Dr Joht Singh Chandan, a clinical lecturer in public health at the University of Birmingham, said that “the research reaffirms the need to ensure a public health approach to recreational drug use continues to be adopted across the UK. We must continue to progress measures to improve the prevention and detection of drug use as well as implement the appropriate supportive measures in an equitable manner to prevent the secondary negative health consequences.”
The complex relationship between cannabis and mental health
This is not the first time that cannabis use has been linked to poorer mental health outcomes. In a study published last year in JAMA Psychiatry, researchers found that the frequent consumption of high-potency cannabis in young people is associated with poor mental health and addiction behaviors.
For this study, the researchers interviewed more than a thousand young people who had used cannabis within the past 12 months. The majority reported using low-potency cannabis products, such as low-THC varieties of herbal cannabis, but 12.8 percent of the study group reported using high-potency products such as hashish.
These high-strength users were significantly more likely to report having generalized anxiety disorder. But notably, no correlation was observed with reports of depression.
“When we do research into cannabis and mental health, people suggest that what we’re seeing is a kind of artefact of self-medication – that people use the drug to attenuate their own mental health symptoms,” senior study author Dr Lindsey Hines, a research fellow at Bristol Medical School, told Analytical Cannabis at the time.
“And I think the fact that we see an association with anxiety but not depression is kind of an argument against that in this case. Because, anecdotally, people use cannabis to help deal with their anxiety and depression […] So the fact that we’re only seeing this for anxiety supports the case that this is less likely to be self-medication.”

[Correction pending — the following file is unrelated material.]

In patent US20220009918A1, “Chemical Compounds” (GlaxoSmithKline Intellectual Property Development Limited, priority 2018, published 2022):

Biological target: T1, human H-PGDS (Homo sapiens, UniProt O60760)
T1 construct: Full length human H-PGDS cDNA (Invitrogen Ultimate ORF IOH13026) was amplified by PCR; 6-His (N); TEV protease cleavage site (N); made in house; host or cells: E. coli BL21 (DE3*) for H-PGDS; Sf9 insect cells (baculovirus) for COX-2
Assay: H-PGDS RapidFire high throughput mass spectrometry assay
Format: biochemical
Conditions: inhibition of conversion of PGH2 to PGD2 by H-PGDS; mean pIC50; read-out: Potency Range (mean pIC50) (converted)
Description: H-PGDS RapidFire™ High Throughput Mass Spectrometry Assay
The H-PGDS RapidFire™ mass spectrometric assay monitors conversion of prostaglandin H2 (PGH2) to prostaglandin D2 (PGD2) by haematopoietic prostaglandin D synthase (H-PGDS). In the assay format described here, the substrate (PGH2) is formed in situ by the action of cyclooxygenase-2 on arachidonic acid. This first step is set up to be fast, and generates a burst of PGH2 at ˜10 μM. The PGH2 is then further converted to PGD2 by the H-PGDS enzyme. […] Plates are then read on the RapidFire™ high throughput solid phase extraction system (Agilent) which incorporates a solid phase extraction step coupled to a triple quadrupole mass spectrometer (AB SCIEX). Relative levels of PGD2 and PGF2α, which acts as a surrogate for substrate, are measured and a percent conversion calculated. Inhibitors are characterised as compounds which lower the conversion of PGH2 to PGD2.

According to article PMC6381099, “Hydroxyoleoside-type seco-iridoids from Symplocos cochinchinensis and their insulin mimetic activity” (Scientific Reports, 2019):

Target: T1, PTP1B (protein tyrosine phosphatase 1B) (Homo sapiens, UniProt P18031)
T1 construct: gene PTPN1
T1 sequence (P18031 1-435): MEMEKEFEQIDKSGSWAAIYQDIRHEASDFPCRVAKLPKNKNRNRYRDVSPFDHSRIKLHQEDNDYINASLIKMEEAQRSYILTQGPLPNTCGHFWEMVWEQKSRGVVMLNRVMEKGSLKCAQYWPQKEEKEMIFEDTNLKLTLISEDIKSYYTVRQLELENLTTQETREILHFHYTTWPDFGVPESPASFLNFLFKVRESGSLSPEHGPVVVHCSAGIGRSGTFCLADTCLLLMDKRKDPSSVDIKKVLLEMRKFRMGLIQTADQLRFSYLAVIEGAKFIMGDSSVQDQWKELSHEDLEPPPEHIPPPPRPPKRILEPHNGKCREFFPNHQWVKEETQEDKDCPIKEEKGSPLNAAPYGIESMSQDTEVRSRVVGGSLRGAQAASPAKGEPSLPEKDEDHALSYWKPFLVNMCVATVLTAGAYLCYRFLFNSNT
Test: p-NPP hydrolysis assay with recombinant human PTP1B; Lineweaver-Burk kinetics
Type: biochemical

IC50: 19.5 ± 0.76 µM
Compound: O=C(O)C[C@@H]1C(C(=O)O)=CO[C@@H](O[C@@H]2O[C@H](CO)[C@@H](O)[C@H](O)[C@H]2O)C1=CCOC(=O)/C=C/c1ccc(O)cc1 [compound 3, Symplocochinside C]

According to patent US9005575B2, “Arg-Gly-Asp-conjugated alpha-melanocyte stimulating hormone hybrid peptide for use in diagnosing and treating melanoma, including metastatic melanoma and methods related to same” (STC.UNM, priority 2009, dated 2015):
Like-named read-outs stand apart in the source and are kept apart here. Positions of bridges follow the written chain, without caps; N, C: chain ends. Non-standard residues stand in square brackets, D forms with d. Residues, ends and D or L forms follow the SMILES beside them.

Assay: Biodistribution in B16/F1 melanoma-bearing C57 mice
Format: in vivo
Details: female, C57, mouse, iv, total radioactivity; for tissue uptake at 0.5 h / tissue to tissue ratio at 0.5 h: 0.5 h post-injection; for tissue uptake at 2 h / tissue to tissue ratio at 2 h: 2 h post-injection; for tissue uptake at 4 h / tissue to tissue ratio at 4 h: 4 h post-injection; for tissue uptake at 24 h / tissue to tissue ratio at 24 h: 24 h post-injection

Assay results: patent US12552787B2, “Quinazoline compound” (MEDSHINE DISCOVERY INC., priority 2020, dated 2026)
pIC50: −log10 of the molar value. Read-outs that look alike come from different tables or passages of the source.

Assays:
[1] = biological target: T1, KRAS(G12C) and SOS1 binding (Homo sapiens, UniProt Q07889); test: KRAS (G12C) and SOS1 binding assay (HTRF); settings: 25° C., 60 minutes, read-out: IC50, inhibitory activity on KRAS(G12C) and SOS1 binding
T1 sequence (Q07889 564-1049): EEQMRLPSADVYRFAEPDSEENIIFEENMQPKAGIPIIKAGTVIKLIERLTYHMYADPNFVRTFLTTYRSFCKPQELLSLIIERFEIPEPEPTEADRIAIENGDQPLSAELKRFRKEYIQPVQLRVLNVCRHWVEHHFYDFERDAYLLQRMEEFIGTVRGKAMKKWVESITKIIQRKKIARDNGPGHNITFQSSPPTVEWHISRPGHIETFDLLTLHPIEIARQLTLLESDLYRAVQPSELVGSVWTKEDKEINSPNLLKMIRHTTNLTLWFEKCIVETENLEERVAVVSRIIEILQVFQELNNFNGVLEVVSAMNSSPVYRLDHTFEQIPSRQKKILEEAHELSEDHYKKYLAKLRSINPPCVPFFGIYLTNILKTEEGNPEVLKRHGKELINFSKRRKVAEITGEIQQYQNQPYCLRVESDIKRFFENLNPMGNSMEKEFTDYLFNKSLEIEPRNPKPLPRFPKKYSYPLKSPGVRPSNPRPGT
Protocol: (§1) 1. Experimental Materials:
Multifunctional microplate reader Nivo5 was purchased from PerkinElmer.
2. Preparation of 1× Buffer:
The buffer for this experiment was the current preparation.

While this study was not designed to prove a causal relationship between the drug and any specific mental health conditions, it does suggest that this is an area that should be investigated in more detail.
However, cannabis has also been shown to have a positive effect on anxiety and depression in patients receiving medical cannabis treatment. Early results from Project Twenty21, Europe’s largest medical cannabis registry, suggest that medical cannabis treatment can have significant benefits to patient quality of life, with similar improvements observed in the ability of patients to manage secondary anxiety and depression when using medical cannabis.
“On a measurement of 0-to-100, where 100 presents the best imaginable quality of life, the mean score for our T21 patients [when initiating treatment] was 46.8,” Dr Anne Katrin Schlag, head of research at Drug Science, told Analytical Cannabis at the time.
“We compared our findings to normative data from the UK household population. Here, the mean was 85.7 – showing just how low quality of life is for our patients [at initiation of treatment].”
“Yet our 3-month follow up data, albeit with a small sample size of 64 so far, shows that patients' quality of life improved significantly, from 46.8 to 63.3 – a 50 percent increase in self-reported quality of life, which indicates a large effect of CBMPs for improved health.”
The Project Twenty21 team hopes that the real-world data being gathered and analyzed as a part of this project will help to provide a solid evidence base supporting the safety and efficacy of medical cannabis products, which could eventually encourage improved access to medical cannabis through Britain’s National Health Service.